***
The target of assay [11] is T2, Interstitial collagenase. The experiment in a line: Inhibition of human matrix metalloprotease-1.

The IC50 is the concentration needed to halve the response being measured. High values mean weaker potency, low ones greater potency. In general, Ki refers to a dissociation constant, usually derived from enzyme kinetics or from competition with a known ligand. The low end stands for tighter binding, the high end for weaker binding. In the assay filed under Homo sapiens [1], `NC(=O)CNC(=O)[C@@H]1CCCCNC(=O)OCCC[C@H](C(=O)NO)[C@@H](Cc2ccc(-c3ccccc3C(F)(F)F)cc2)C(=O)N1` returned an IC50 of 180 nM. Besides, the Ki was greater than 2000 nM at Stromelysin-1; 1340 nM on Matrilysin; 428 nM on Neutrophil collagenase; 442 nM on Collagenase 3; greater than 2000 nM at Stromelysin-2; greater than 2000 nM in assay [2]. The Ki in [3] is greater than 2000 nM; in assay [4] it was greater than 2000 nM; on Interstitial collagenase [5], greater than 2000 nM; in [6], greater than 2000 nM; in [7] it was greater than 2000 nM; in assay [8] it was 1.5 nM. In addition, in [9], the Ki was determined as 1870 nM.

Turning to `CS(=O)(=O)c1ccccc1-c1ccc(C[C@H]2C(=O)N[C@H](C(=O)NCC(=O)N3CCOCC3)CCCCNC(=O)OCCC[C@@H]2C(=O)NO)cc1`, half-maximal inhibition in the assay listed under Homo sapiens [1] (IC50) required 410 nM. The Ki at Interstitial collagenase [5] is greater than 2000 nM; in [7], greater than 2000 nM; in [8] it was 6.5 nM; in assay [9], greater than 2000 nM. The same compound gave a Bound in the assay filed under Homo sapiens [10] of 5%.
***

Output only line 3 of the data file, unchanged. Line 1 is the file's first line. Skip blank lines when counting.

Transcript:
Turning to `CS(=O)(=O)c1ccccc1-c1ccc(C[C@H]2C(=O)N[C@H](C(=O)NCC(=O)N3CCOCC3)CCCCNC(=O)OCCC[C@@H]2C(=O)NO)cc1`, half-maximal inhibition in the assay listed under Homo sapiens [1] (IC50) required 410 nM. The Ki at Interstitial collagenase [5] is greater than 2000 nM; in [7], greater than 2000 nM; in [8] it was 6.5 nM; in assay [9], greater than 2000 nM. The same compound gave a Bound in the assay filed under Homo sapiens [10] of 5%.